Give prosperity a chance

Will we learn from or repeat history?

The hero of Waterloo was the Duke of Wellington, but the hero of the peace that followed was a Whig member of Parliament, Henry Brougham, who led the charge in 1815 for abolition of the income tax. Don’t do it, said the conventionally wise; we have a 915-million-pound debt to pay off.

But Brougham (say “Broom”) and his allies did it anyway. Business got its stimulus, and the tax revenues poured in, reducing the debt considerably and starting a 60-year bull market for the empire. It’s “the way the world works,” as in the title of Jude Wanniski’s 1978 book. (Berwyn library has it, FYI.)

You don’t always generate more tax revenues with higher tax rates. If you think you do, Wanniski has an extended economic and historical argument to help you get over it, including chapter and verse on this British case.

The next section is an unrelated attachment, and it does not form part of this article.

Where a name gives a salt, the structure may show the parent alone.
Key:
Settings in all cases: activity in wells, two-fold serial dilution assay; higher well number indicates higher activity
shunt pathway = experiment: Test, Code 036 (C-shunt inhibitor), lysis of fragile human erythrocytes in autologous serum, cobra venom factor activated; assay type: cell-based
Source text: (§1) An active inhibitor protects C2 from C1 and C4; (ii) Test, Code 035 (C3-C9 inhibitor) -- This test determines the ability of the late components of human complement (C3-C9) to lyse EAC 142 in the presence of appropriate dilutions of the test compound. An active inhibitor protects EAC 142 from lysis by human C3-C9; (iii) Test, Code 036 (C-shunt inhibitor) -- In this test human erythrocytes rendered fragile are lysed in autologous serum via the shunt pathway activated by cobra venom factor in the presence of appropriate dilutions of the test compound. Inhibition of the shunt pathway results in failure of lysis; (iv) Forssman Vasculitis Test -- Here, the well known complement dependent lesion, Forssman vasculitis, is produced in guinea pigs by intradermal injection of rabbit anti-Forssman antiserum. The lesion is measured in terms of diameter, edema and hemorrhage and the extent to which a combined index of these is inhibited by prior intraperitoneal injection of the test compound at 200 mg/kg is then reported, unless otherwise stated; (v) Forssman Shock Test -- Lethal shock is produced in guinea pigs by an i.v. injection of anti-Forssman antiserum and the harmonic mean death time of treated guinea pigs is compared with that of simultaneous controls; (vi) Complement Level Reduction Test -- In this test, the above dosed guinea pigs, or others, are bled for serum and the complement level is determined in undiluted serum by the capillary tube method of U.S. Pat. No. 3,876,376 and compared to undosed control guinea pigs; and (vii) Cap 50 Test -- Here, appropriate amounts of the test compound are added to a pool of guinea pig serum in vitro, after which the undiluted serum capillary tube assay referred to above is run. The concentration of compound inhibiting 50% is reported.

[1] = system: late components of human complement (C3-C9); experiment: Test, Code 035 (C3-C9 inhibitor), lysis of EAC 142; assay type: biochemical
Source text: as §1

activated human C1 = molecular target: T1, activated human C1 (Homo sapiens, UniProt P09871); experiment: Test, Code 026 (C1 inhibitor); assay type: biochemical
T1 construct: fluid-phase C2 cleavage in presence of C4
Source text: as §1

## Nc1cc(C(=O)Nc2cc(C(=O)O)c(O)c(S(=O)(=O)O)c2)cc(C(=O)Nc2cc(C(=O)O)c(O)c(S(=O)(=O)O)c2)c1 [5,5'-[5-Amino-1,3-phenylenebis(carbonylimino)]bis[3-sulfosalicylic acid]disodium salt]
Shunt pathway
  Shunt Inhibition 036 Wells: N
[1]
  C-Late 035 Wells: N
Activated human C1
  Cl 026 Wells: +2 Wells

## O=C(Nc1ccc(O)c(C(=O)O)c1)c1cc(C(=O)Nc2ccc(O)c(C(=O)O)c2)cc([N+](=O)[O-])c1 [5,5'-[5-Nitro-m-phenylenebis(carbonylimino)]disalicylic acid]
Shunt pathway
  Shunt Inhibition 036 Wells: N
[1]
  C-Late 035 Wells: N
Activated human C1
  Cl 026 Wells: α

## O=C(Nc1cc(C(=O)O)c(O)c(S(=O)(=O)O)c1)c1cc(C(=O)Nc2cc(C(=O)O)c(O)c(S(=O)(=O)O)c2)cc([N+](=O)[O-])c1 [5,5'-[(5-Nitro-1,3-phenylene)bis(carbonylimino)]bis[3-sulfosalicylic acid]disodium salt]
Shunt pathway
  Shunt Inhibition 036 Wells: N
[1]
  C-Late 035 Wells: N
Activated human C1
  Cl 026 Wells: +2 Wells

There’s more on the low-tax-high-prosperity theme at my column for the month at Wednesday Journal of Oak Park & River Forest

Tale of two studies

The problem, newly discovered (!) is that black boys kill each other in alarming numbers. The answer, from a Northeastern U. academic, is clear:

Seizing on President-elect Barack Obama‘s incoming administration as an opportunity for more funding, Fox added: “There is an urgency for reinvestment in children and families. In essence, we need a bailout for kids at risk.”

And if you were wondering whom to blame, that’s easy: